Frequently asked questions

What are your office hours?

My office hours are by appointment only. I offer convenient weekday, after-school, and evening appointments. Please call me at 972-566-4692 to schedule an appointment.

Where is your office located?

I am located on the 4th floor of Building B at Medical City of Dallas. The physical address is 7777 Forest Lane, Suite B-411, Dallas, TX 75230. Click here for directions to my office.

How much do you charge?

My standard fee is $175 per hour. I offer reduced rates based on financial need. If you believe you may qualify for a reduced rate, please indicate this in your initial phone call.

Can I use insurance to pay for my appointments?

Due to my personal philosophy and code of ethics, I have chosen not to work directly with managed care or insurance companies. The limitations of managed care make it difficult to ensure confidentiality and the highest standards of treatment. I do, therefore, expect payment to be made at the time of service. If you have insurance coverage and plan to file for reimbursement, you will be given a detailed statement that contains my provider information and your relevant diagnostic code(s). The statement may then be attached to one of your insurance claim forms which you may file for reimbursement.

Do you treat issues other than eating disorders?

Yes! While 90 -95% of my current cases involve issues of eating, weight, and body image, I also treat adolescents and adults with depression, anxiety, self-esteem, and relationship issues. In addition to my therapy practice, I do comprehensive testing for learning disabilities and ADHD. Please call for information on testing services.

What is your approach to therapy?

My approach to psychotherapy is individualized, collaborative, and evidence-based. The specific treatment approach we decide to use will be based on a variety of factors, including your age, personality, preferences, and family situation as well as the nature and severity of your difficulties. My treatment techniques are derived from Cognitive-Behavioral Therapy (CBT), Dialectical Behavior Therapy (DBT), and Acceptance and Commitment Therapy (ACT), These treatment methods are empirically-supported, which means that scientific research has demonstrated that these methods are particularly effective for treating certain problems. Success in psychotherapy requires an active commitment on your part. At the start of our work together, we will have a dialogue about which type of treatment best suits your needs. I will provide you with information and reading materials about your particular problem and the treatment approach we are using so that you will be fully informed. In order for therapy to be most successful, you will be required to work on assignments between sessions. For example, I may recommend relaxation exercises, journaling, or other coping strategies for you to practice at home.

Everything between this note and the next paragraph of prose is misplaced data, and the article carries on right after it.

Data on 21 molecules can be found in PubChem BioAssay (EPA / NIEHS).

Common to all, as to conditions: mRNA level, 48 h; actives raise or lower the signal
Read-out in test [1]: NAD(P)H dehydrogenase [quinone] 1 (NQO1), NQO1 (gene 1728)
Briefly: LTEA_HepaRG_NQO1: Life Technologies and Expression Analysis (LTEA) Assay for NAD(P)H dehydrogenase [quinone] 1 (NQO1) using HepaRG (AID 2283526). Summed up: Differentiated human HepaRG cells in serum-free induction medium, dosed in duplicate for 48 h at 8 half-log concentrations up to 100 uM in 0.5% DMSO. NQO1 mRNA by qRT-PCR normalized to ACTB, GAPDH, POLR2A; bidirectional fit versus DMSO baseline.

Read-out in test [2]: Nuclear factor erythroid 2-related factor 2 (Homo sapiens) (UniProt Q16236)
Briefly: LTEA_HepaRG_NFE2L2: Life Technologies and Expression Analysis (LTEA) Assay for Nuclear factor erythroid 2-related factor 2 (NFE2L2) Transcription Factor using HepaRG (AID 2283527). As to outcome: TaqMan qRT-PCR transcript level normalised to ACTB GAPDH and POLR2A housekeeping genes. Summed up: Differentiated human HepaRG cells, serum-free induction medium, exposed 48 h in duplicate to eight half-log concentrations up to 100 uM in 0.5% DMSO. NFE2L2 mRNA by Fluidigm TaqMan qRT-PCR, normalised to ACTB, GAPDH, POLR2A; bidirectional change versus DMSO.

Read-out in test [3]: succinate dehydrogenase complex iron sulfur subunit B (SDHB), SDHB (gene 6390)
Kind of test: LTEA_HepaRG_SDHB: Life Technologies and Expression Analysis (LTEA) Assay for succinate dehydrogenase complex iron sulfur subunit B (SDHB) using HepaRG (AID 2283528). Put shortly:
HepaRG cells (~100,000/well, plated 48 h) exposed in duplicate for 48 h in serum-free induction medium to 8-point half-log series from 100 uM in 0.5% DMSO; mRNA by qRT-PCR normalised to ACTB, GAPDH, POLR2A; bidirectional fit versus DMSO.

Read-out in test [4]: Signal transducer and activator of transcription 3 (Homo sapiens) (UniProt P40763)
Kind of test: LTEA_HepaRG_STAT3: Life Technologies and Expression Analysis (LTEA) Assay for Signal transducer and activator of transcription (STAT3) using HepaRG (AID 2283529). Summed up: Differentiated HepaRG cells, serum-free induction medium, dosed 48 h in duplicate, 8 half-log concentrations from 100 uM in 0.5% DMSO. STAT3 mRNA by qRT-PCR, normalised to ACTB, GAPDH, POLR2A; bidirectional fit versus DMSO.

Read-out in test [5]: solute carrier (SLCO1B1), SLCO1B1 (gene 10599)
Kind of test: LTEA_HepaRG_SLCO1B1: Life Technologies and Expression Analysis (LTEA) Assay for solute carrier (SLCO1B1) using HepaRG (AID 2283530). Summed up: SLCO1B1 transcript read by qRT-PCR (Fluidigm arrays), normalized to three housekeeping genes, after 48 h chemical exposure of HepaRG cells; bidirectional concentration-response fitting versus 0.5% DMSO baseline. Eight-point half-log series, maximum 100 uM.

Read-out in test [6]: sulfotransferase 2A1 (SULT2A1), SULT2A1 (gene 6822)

I suspect that my child may be developing an eating disorder, but she insists that nothing is wrong. What should I do?

Trust your parental instincts. If you suspect that your child has a problem, you are probably correct. Individuals with eating disorders are often unable to recognize the severity of the problem and it is not unusual for them to deny that there is anything wrong. This denial is a symptom of the illness, NOT an indication that there is no problem. Your child did not “choose” to get an eating disorder any more than you would “choose” to get an ulcer or a migraine headache. She cannot “choose” to get well on her own, and you probably cannot “talk her out of it.” It is important that you intervene as soon as you suspect a problem. Eating disorders have serious consequences for your child’s physical, mental, and emotional health, and they have the highest mortality rate of any psychiatric problem. Early intervention dramatically improves your child’s prognosis. As a parent, you can be your child’s greatest resource in recovery. It is your responsibility to ensure that she gets proper treatment right away, regardless of whether she goes willingly. I offer both family-based and individual therapies for adolescents with eating disorders.

Where can I get more information about eating disorders?

Check out my resources page for links to great information about eating disorders.